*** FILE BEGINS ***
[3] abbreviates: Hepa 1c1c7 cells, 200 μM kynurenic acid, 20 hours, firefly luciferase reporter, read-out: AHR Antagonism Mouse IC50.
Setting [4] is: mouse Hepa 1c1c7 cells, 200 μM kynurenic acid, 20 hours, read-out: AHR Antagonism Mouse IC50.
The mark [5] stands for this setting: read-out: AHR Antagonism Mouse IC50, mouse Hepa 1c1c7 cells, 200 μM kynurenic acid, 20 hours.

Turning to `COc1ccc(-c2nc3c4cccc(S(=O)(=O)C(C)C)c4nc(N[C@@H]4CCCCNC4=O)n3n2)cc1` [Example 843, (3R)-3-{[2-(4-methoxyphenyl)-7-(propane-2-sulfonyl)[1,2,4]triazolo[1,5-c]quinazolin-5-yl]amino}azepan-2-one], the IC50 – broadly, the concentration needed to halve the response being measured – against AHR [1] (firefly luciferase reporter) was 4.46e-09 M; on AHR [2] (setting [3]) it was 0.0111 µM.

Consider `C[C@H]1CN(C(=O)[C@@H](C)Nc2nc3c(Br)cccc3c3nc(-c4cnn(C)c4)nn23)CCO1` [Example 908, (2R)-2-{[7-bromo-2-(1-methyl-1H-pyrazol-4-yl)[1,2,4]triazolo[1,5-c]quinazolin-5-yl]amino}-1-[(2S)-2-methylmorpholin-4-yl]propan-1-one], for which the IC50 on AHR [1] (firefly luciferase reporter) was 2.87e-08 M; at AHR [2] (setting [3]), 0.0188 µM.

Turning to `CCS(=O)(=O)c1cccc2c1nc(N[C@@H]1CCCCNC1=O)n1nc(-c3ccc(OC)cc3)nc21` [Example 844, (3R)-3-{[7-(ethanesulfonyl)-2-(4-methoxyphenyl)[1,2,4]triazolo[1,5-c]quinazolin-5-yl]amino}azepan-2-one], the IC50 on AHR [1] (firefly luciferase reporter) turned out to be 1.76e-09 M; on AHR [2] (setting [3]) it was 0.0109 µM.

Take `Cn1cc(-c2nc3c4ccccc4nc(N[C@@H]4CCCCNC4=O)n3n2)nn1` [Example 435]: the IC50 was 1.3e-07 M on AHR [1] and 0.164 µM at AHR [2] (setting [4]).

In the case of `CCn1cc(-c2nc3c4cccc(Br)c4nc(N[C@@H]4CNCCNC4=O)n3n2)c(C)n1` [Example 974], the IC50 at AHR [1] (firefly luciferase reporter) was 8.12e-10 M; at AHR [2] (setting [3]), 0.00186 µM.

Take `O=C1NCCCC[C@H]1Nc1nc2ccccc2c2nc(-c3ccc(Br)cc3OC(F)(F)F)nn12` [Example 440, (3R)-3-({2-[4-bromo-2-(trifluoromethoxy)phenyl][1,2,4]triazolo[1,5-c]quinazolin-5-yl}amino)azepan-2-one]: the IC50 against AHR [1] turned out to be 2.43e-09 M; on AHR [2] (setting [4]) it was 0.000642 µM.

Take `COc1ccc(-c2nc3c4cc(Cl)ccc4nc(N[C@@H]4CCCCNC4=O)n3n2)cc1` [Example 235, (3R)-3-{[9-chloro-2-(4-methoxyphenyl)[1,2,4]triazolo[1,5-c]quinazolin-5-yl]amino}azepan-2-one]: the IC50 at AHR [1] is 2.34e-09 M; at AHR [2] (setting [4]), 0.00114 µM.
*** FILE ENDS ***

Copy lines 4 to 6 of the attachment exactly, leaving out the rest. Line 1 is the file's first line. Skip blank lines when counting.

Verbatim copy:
Turning to `COc1ccc(-c2nc3c4cccc(S(=O)(=O)C(C)C)c4nc(N[C@@H]4CCCCNC4=O)n3n2)cc1` [Example 843, (3R)-3-{[2-(4-methoxyphenyl)-7-(propane-2-sulfonyl)[1,2,4]triazolo[1,5-c]quinazolin-5-yl]amino}azepan-2-one], the IC50 – broadly, the concentration needed to halve the response being measured – against AHR [1] (firefly luciferase reporter) was 4.46e-09 M; on AHR [2] (setting [3]) it was 0.0111 µM.

Consider `C[C@H]1CN(C(=O)[C@@H](C)Nc2nc3c(Br)cccc3c3nc(-c4cnn(C)c4)nn23)CCO1` [Example 908, (2R)-2-{[7-bromo-2-(1-methyl-1H-pyrazol-4-yl)[1,2,4]triazolo[1,5-c]quinazolin-5-yl]amino}-1-[(2S)-2-methylmorpholin-4-yl]propan-1-one], for which the IC50 on AHR [1] (firefly luciferase reporter) was 2.87e-08 M; at AHR [2] (setting [3]), 0.0188 µM.

Turning to `CCS(=O)(=O)c1cccc2c1nc(N[C@@H]1CCCCNC1=O)n1nc(-c3ccc(OC)cc3)nc21` [Example 844, (3R)-3-{[7-(ethanesulfonyl)-2-(4-methoxyphenyl)[1,2,4]triazolo[1,5-c]quinazolin-5-yl]amino}azepan-2-one], the IC50 on AHR [1] (firefly luciferase reporter) turned out to be 1.76e-09 M; on AHR [2] (setting [3]) it was 0.0109 µM.